After a year in which almost 90 percent of its funds and mandates beat their benchmarks, IFM Investors, an investment company owned by 27 Australian pension funds, rebated 7.5 percent of fees back to clients.
The asset manager also did not pay its dividend to its Australian superannuation fund owners and put aside millions in a ‘rainy day’ fund to prepare for a potential market downturn. The rebate is the direct result of IFM’s ownership structure, said Julio Garcia, head of infrastructure for North America.
“We took advantage of great financial results over the last couple of years to make the rebate,” he said in an interview. Garcia said IFM, which manages $84 billion and has 337 global institutional clients, has rebated fees before and has also reduced fees as its funds have grown.
IFM’s rainy day fund is meant to serve as a hedge against a future downturn. “The economy has been strong and we invest in defensive asset classes,” Garcia said. “But the markets are getting volatile and if there’s a downturn in the industry, we want to make sure we’re very well positioned.”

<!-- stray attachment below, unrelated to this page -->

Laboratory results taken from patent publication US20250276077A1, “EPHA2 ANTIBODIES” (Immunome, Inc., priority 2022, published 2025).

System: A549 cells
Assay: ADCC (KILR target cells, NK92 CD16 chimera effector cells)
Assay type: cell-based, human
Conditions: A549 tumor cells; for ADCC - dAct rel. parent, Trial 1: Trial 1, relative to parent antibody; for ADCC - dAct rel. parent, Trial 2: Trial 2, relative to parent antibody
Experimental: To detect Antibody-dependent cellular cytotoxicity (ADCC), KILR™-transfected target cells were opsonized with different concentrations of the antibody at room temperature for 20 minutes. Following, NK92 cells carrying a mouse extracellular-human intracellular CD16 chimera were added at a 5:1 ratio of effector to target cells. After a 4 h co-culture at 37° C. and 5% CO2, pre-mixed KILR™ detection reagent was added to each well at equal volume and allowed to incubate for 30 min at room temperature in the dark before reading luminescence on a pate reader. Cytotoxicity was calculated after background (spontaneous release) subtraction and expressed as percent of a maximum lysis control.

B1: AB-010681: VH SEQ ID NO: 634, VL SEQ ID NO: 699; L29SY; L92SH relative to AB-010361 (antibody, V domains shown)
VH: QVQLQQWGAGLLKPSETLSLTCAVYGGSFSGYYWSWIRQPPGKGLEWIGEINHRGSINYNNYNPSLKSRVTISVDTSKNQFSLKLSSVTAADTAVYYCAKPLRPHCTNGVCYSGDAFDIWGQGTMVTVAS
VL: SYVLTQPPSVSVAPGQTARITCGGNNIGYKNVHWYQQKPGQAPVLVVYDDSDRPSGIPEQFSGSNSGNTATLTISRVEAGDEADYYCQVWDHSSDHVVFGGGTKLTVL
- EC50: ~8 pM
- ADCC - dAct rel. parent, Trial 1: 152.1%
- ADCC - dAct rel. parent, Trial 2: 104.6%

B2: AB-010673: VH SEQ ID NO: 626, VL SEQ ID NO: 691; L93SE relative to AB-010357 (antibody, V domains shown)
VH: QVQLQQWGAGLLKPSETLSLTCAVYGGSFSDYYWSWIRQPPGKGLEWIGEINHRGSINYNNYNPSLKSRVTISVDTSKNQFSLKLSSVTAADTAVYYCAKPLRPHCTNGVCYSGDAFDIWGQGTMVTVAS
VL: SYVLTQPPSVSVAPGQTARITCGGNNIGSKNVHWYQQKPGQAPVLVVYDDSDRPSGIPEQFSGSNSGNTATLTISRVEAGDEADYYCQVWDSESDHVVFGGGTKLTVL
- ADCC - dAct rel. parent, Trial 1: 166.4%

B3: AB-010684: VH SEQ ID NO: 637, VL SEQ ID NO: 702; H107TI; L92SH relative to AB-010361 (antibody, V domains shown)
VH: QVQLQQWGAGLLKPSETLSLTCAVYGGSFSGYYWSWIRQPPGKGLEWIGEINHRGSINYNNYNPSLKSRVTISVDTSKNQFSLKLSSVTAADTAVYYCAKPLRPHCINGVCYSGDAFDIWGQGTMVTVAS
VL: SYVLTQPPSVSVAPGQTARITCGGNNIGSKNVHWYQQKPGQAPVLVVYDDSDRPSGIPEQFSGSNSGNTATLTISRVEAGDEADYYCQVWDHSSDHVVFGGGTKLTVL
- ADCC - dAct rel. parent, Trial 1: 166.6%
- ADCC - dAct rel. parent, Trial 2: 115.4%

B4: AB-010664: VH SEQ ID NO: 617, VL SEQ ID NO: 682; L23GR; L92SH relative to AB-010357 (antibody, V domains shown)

Garcia said IFM’s cautious approach to the market allowed it to expand during the financial crisis, when competitors were retrenching. IFM opened its New York office at the time and hired new staff. “We had good growth in that time,” Garcia said.
At a recent media event, Brett Himbury, chief executive of IFM, said IFM’s structure is unique and can address a chief investment officer’s concerns about fees and trust.
Clients want “a manager that has an alignment with their interests. They’re sick and tired of managers purporting to be acting in the interests of their investors and their members and then seemingly doing things that are inconsistent with that stated intent,” Himbury said. “That said, if you’re a fund manager, there is less money going to less managers at less margins. A lot of our competitors are feeling the pain, and frankly a number of them should. Fund managers need to do a better job of reminding themselves it’s not their money.”